“I consider everything a loss in comparison with the superior value of knowing Christ Jesus my Lord. I have lost everything for him, but what I lost I think of as sewer trash, so that I might gain Christ and be found in him.” -Philippians 3:8
Barbara Brown Taylor writes, “In a culture of plenty I am impressed with anyone who decides to make it without anesthesia for a while–to give up whatever appliances or habits or substances they use to keep themselves from feeling what it really feels like to live the kind of lives they are living.” So what are you giving up for Lent? I heard a radio d.j. say he’s giving up Clausen pickles. Some of my family members are giving up various forms of sweets. I do a social media fast. Giving up something for Lent helps us to not be beholden to our wants. As in, “I want a pickle! I want ice cream! I want Facebook!” When we have chosen not to have something that usually fills our stomachs, or time, or attention, a void happens. And I can find myself thinking, “I am going to scream if I can’t have my _______!” When this happens, I know that I am where I can grow.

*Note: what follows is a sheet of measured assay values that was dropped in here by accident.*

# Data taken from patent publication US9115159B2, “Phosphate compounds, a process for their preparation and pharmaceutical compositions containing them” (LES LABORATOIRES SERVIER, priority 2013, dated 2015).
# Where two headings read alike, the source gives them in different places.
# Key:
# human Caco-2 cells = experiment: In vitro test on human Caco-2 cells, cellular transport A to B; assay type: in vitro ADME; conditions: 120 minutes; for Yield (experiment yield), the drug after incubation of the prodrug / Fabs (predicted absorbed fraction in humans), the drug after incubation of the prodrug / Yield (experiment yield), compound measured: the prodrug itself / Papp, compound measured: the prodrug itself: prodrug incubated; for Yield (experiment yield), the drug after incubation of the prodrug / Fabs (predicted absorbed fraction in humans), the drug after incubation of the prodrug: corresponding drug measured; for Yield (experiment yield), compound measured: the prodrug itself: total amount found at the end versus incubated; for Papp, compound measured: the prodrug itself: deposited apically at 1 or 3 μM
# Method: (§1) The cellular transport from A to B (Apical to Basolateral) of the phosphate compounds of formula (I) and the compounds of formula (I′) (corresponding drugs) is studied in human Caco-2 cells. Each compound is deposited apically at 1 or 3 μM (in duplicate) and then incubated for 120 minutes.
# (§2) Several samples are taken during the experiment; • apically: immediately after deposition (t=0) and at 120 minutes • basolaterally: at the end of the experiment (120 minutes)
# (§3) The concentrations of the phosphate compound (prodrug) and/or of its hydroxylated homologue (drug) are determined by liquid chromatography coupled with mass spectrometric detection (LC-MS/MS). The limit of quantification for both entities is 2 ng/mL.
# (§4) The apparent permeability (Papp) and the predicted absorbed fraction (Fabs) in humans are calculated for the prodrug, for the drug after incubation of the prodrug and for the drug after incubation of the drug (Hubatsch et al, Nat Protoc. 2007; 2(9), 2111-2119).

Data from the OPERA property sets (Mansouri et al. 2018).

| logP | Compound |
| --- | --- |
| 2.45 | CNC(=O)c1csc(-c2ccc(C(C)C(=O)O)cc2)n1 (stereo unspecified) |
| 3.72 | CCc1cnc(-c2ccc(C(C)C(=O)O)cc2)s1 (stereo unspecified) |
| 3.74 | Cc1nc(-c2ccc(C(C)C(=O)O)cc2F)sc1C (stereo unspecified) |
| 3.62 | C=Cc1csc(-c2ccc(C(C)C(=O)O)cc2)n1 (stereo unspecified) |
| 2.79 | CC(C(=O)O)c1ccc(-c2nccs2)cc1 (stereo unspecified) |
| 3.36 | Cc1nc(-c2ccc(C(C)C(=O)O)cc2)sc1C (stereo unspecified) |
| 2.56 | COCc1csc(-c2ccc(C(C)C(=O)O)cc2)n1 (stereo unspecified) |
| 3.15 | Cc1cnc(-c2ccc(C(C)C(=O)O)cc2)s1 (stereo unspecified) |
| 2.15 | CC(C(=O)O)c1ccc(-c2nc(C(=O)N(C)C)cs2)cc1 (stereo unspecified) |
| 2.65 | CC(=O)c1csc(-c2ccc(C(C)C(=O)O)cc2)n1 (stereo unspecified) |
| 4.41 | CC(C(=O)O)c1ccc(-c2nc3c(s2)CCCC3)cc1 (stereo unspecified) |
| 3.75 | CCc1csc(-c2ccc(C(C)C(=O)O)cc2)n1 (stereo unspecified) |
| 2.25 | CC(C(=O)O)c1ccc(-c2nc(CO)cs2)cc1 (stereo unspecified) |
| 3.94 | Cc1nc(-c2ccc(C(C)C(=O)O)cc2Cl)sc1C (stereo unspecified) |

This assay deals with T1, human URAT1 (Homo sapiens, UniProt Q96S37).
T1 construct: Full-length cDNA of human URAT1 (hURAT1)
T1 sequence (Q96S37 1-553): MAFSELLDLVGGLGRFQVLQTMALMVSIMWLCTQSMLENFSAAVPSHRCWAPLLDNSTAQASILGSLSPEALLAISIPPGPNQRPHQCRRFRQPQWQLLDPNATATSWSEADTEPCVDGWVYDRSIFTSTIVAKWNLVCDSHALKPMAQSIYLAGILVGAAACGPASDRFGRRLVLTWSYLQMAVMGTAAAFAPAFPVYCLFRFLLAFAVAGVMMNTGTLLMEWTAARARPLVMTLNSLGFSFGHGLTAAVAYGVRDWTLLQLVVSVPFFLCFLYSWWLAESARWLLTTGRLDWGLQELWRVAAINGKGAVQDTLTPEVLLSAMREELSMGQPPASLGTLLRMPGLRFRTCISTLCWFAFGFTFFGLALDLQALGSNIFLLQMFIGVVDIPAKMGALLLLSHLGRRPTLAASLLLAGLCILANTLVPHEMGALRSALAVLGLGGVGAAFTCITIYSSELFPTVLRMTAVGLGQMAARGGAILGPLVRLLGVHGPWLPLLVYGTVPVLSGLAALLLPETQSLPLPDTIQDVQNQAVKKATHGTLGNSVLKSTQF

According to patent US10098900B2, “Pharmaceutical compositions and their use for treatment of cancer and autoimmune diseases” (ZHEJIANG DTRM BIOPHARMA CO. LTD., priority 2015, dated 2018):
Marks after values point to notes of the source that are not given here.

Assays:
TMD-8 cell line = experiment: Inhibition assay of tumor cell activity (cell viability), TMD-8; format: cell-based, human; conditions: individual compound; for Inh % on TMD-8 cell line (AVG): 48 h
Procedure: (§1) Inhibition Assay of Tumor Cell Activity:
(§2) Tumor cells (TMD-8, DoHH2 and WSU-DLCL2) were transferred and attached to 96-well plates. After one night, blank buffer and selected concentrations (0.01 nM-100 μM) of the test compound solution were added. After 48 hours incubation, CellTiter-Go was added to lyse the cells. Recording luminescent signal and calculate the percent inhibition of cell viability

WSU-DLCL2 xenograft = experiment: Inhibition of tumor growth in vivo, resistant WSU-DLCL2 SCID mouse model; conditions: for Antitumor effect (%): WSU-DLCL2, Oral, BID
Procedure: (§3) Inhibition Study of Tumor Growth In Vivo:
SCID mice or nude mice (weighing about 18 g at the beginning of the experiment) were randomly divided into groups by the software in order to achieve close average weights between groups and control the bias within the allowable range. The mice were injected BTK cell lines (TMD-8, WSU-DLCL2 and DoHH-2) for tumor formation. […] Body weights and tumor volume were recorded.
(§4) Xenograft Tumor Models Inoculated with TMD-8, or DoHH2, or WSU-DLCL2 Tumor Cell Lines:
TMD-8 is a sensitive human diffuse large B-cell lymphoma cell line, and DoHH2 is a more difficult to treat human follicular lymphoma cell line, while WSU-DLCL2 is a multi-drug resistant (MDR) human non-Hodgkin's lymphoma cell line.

The void is not to be avoided. Oh it’s uncomfortable alright! And very good. At that moment I can turn to God and say, “Dear Jesus, here’s another spot that I’ve filled with something instead of with you. I’m drinking in you, filling myself with you, wanting to be closer to you.” It doesn’t mean my craving goes away. But the “void” moment is teaching me that I don’t have to act on what I want in the moment.
We are surrounded by the encouragement to fill ourselves with many, many things. Yet as an ancient church leader said, “Our hearts are restless until they rest in You.” Rest, friends. Rest!